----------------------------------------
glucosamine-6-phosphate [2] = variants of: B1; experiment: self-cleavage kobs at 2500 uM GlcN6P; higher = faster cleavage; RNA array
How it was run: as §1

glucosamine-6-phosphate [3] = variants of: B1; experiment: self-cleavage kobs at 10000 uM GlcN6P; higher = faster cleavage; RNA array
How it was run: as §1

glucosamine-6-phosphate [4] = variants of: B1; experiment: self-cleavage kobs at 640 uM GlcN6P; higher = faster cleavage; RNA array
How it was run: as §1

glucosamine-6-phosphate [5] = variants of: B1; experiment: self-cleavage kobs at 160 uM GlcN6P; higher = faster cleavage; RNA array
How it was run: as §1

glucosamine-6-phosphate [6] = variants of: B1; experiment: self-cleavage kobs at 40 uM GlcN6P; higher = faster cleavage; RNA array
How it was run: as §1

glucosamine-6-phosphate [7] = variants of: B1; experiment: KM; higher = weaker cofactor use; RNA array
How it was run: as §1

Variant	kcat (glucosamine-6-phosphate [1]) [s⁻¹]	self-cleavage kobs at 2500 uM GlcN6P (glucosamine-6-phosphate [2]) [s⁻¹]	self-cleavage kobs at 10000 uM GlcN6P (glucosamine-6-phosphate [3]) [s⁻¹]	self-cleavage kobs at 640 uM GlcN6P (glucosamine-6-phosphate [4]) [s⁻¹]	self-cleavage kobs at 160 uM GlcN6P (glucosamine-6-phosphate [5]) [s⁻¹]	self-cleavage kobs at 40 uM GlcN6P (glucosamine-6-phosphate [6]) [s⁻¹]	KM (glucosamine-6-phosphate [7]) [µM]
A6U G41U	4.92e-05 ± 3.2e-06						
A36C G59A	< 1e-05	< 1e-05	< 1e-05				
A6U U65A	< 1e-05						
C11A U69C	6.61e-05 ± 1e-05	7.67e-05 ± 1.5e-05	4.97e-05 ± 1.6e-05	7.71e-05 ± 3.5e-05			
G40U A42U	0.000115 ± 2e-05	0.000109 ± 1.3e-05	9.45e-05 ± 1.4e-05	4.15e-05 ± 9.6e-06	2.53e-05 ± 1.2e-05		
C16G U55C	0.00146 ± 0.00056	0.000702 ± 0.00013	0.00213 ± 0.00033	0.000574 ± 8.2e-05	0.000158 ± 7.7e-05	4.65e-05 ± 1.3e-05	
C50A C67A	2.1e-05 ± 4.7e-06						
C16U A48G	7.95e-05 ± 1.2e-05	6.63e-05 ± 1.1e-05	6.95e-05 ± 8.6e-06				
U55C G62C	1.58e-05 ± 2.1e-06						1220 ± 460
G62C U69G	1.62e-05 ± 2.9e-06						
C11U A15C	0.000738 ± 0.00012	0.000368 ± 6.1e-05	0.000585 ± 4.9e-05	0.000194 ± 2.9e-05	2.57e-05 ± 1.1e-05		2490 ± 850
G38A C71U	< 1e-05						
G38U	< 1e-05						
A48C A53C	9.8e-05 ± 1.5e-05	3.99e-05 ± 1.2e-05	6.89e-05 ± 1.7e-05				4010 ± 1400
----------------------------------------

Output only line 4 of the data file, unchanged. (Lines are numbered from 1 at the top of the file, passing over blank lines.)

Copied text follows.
How it was run: as §1